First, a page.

After a fifteen minute dry spell I exchanged the caddis pupa for a black, beaded mini leech. The leech generated no luck, so I made another switch to a pink San Juan worm in combination with the hares ear. Ka-ching! The San Juan worm clicked and remained on my line over the remainder of the day. By lunch at noon my fish count rested on five, with four brown trout grabbing the San Juan worm, and one brown favoring the hares ear, as explained earlier.

The Worm Was Desired

After lunch I made an overzealous cast and broke off all three flies that comprised the dry/dropper. The flies remained on an island two-thirds of the way across the river, and I was unable to wade into a position to recover them, so I made a mental note of the prominent characteristics of the island and planned to resume a search, once I crossed to the other side at a manageable crossing point.

I used the break off as an opportunity to experiment with a nymphing rig. Early afternoon was blue winged olive hatch time, so I constructed my offering with the pink San Juan worm and a sparkle wing RS2 along with a split shot and New Zealand strike indicator. The nymph set up remained in place for the remainder of my time on the water, and the fish count steadily climbed from five to twelve. During the course of the day the pink San Juan worm accounted for eight trout; the hares ear one, an orange scud fooled one; and a salvation nymph finished out the day with two. A baetis hatch never materialized, and the RS2 was ignored.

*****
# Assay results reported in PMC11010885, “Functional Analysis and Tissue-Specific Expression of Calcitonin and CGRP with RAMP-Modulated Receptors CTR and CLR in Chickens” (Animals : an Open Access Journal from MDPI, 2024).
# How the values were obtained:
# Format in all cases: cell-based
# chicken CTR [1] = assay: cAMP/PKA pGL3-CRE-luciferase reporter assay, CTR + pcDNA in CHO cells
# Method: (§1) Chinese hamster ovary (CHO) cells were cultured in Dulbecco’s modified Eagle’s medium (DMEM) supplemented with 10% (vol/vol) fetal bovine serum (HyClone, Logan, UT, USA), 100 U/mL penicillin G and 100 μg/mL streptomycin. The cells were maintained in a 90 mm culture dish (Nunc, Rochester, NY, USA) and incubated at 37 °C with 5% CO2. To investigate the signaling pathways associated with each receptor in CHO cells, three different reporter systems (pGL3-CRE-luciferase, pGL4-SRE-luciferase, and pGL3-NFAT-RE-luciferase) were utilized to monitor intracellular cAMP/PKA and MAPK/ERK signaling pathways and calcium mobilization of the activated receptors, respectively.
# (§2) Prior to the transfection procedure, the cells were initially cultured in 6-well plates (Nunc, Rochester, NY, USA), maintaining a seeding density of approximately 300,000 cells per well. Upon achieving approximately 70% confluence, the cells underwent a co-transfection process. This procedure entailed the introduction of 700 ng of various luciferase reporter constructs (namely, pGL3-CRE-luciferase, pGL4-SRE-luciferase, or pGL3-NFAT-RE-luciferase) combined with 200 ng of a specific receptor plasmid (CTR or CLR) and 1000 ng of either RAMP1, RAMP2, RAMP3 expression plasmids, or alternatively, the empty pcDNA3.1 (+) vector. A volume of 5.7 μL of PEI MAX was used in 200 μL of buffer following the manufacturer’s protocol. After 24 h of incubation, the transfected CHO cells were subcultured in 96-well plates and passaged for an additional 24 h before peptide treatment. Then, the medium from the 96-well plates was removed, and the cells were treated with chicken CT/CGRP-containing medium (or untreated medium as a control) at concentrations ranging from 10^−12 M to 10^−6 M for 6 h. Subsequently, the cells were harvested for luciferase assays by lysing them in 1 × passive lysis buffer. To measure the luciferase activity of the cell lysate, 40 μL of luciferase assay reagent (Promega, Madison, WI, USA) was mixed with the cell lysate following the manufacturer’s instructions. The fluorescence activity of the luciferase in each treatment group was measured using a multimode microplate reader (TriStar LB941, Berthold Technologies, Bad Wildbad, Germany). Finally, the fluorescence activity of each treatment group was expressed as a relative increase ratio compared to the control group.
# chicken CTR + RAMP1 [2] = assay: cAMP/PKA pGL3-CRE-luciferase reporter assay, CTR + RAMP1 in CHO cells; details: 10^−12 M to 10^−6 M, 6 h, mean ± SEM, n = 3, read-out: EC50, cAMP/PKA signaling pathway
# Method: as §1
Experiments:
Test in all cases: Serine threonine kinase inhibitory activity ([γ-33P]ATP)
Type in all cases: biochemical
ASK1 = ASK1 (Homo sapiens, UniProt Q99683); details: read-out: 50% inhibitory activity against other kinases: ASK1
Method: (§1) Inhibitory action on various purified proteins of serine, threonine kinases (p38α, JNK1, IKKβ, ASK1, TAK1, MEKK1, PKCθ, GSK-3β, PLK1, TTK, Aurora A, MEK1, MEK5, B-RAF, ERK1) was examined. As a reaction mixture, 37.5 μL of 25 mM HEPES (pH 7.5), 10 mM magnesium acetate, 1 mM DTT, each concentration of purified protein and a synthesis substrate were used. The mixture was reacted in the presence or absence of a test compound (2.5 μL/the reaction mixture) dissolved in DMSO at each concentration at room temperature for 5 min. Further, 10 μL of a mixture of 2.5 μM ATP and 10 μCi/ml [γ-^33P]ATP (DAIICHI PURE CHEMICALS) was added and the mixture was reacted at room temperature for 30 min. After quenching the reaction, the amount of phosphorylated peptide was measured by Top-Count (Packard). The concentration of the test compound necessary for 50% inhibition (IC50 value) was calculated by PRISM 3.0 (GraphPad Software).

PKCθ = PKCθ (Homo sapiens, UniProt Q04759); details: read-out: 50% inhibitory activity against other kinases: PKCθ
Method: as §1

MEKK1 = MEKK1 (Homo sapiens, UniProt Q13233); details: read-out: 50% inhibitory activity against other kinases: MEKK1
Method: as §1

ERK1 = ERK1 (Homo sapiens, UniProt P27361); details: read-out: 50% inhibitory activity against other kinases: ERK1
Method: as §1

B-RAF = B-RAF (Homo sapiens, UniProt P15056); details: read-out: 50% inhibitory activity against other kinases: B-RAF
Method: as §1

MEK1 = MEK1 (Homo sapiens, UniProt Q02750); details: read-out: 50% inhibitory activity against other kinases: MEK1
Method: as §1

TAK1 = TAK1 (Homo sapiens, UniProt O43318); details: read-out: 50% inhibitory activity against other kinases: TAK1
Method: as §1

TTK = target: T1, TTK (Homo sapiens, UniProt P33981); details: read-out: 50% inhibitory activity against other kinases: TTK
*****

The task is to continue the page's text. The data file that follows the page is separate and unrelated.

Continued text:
Different Lighting

When I reached the area just below Happy Meadows, I reversed direction and crossed the river just above the island, that I planned to search for my flies. I almost forgot and walked a short distance beyond, but then I remembered and descended to the river and crossed a small side channel to reach the small island. I paced fifteen steps to the downstream side and almost immediately spotted the yellow fat Albert and recovered all three flies.

On my way back to the car I stopped to fish some pocket water along the side of the river that bordered the road, and I snagged a large branch. I attempted to leverage the branch within my grasp, but my line broke, and I lost a pink San Juan worm and orange scud. You win some, and you lose some.

Another Respectable Brown

The lost fly incident caused me to retreat to the car, and I drove down the road for .5 mile and parked in a wide pullout next to a high bank above the river. I hiked down the road a short distance and then cut back to the river and worked my way back to the car while drifting a flesh colored San Juan worm and salvation nymph. The salvation fooled one brown trout, and a thirteen inch brown chomped the worm, as it dangled in the current at the bottom of a run,